Sosa then requested a sentence of forty-six months due to, inter alia, Sosa's repentance, his claim of possessing the rifle due to fear of an unidentified person who had escaped from jail, and his desire to better himself by attending drug treatment and becoming certified as a barber in prison.

The government requested a sentence of fifty-seven months due to, inter alia, the “serious nature and circumstances of the offenses,” the dangerousness of machine guns, Sosa's criminal history and use of illegal drugs, and his sporadic employment.

The district court determined that the PSR had been calculated accurately. The court then imposed a sentence above the GSR: sixty-six months imprisonment for each count, to be served concurrently, and three years of supervised release. The court explained its reasons for this sentence. Sosa objected generally that this sentence “is unreasonable,” and timely appealed.


The parties agree that the waiver of appeal provision in the plea agreement is inapplicable, because the sentence given was longer than the agreed-to range.

We generally review claims of sentencing error for reasonableness under an abuse of discretion standard. See Gall v. United States, 552 U.S. 38, 41, 128 S.Ct. 586, 169 L.Ed.2d 445 (2007); United States v. Soto-Soto, 855 F.3d 445, 448 (1st Cir. 2017). Our analysis has two parts: “we first determine whether the sentence imposed is procedurally reasonable and then determine whether it is substantively reasonable.” United States v. Clogston, 662 F.3d 588, 590 (1st Cir. 2011). In this analysis, “[w]e review the district court's interpretation of the guidelines de novo and its fact finding for clear error.” United States v. Reyes-Rivera, 812 F.3d 79, 85 (1st Cir. 2016).

When a defendant does not raise a procedural objection at sentencing, the review is instead for plain error.1 Id. Here, Sosa did not preserve his procedural objection. Sosa stated generally that “we object as to the sentence because we believe it is unreasonable.” Sosa made no more specific objection. “A general objection to the procedural reasonableness of a sentence is not sufficient to preserve a specific challenge to any of the sentencing court's particularized findings. To preserve a claim of error ․, an objection must be sufficiently specific to call the district court's attention to the asserted error.” Soto-Soto, 855 F.3d at 448 n.1.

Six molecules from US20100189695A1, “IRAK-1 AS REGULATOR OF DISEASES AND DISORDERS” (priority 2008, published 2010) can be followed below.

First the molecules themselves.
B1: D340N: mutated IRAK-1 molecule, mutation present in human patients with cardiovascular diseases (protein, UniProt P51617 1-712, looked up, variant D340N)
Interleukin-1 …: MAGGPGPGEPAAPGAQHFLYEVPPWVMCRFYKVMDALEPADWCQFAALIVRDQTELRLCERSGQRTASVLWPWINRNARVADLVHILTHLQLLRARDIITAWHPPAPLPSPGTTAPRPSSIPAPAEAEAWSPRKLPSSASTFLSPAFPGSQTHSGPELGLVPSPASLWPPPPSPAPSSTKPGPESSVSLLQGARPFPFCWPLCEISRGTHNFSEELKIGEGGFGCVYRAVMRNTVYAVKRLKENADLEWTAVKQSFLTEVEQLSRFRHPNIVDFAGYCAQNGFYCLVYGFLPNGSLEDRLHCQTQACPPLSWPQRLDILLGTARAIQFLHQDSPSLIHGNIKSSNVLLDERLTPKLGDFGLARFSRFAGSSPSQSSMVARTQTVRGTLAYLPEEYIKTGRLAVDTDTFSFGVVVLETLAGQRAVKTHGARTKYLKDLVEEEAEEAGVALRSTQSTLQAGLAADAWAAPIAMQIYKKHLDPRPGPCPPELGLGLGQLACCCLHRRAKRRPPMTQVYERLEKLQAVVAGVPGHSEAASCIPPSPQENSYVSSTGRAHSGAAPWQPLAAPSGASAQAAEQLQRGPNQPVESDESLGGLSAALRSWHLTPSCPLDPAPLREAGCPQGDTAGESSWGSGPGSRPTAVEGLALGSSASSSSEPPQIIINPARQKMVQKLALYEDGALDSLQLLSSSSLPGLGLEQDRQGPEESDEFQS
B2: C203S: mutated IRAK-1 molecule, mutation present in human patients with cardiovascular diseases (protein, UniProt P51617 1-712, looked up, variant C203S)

But even reviewed under the more defendant-friendly abuse of discretion standard, Sosa cannot meet his burden.

A. Procedural Reasonableness

Sosa asserts that the district court did not “consider all the relevant § 3553(a) factors,” and did not adequately explain the reasons for the sentence. He further protests that the district court “did not give ․ adequate consideration to the facts of the case and the Defendant-Appellant's characteristics, and, instead, focused primarily on the nature of the offense to calculate the term of the imprisonment.” Relatedly, Sosa stressed at the sentencing hearing that he “had the weapon because he felt threatened by someone ․ [and] feared for his life,” but he did not provide any information whatsoever about this threat.

A district court's sentence is procedurally reasonable if:

the district court committed no significant procedural error, such as failing to calculate (or improperly calculating) the Guidelines range, treating the Guidelines as mandatory, failing to consider the § 3553(a) factors, selecting a sentence based on clearly erroneous facts, or failing to adequately explain the chosen sentence—including an explanation for any deviation from the Guidelines range.

United States v. Martin, 520 F.3d 87, 92 (1st Cir. 2008) (quoting Gall, 552 U.S. at 51, 128 S.Ct. 586).

As to the consideration and balance of the § 3553(a) factors, which Sosa primarily relies upon in his appeal, a district court “need not verbalize its evaluation of each and every section 3553(a) factor.” Reyes-Rivera, 812 F.3d at 89. And we have made clear in several cases that “a sentencing court is not required to address the § 3553(a) factors one by one, in some sort of rote incantation when explicating its sentencing decision, nor must the court afford each of the § 3553(a) factors equal prominence.” United States v. Vázquez-Vázquez, 852 F.3d 62, 66 (1st Cir. 2017) (quoting United States v. Pulido, 566 F.3d 52, 64 (1st Cir. 2009) ).

Contrary to Sosa's assertion, the district court expressly discussed, and gave more than sufficient consideration to, several § 3553(a) factors.